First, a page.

To produce accurate data from optical streak cameras requires accurate temporal calibration sources. We have reproduced an older technology for generating optical timing marks that had been lost due to component availability. Many improvements have been made which allow the modern units to service a much larger need. Optical calibrators are now available that produce optical pulse trains of 780 nm wavelength light at frequencies ranging from 0.1 to 10 GHz, with individual pulse widths of approximately 25 ps full width half maximum. Future plans include the development of single units that produce multiple frequencies to cover a wide temporal range, and that are fully controllable via an RS232 interface.

  20. Digital camera resolution and proximal caries detection.

    Science.gov (United States)

    Prapayasatok, S; Janhom, A; Verochana, K; Pramojanee, S

    2006-07-01

    To evaluate the diagnostic accuracy of proximal caries detection from digitized film images captured by a digital camera at different resolution settings. Twenty-five periapical radiographs of 50 premolar and 25 molar teeth were photographed using a digital camera, Sony Cyber-shot, DSC-S75 at three different resolution settings: 640 x 480, 1280 x 960 and 1600 x 1200. Seventy-five digital images were transferred to a computer, saved and opened using ACDSee software. In addition, a PowerPoint slide was made from each digital image. Five observers scored three groups of images (the films, the displayed 1:1 digital images on the ACDSee software, and the PowerPoint slides) for the existence of proximal caries using a 5-point confidence scale, and the depth of caries on a 4-point scale. Ground sections of the teeth were used as the gold standard. Az values under the receiver operating characteristic (ROC) curve of each group of images and at different resolutions were compared using the Friedman and Wilcoxon signed rank tests. Mean different values between the lesions' depth interpreted by the observers and that of the gold standard were analysed. Films showed the highest Az values. Only the 1280 x 960 images on the ACDSee software showed no significant difference of the Az value from the films (P=0.28). The digital images from three resolution settings on the PowerPoint slides showed no significant differences, either among each other or between them and the films. For caries depth, the 1280 x 960 images showed lower values of mean difference in enamel lesions compared with the other two resolution groups. This study showed that in order to digitize conventional films, it was not necessary to use the highest camera resolution setting to achieve high diagnostic accuracy for proximal caries detection. The 1280 x 960 resolution setting of the digital camera demonstrated comparable diagnostic accuracy with film and was adequate for digitizing radiographs for caries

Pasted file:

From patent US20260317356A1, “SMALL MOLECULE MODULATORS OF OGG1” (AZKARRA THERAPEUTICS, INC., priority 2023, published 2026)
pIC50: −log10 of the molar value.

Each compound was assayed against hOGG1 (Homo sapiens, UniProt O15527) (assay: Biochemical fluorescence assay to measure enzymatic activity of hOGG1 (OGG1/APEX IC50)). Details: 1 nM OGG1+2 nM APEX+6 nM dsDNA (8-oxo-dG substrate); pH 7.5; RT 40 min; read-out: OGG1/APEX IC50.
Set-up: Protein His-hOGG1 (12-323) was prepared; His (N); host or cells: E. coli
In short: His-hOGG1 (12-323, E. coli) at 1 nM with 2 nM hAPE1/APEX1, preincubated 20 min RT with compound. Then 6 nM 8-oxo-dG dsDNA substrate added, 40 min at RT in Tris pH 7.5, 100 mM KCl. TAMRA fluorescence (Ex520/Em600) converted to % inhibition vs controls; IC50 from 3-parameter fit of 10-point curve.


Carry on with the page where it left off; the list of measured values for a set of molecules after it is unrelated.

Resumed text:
1. Clinical applications with the HIDAC positron camera

    Science.gov (United States)

    Frey, P.; Schaller, G.; Christin, A.; Townsend, D.; Tochon-Danguy, H.; Wensveen, M.; Donath, A.

    1988-06-01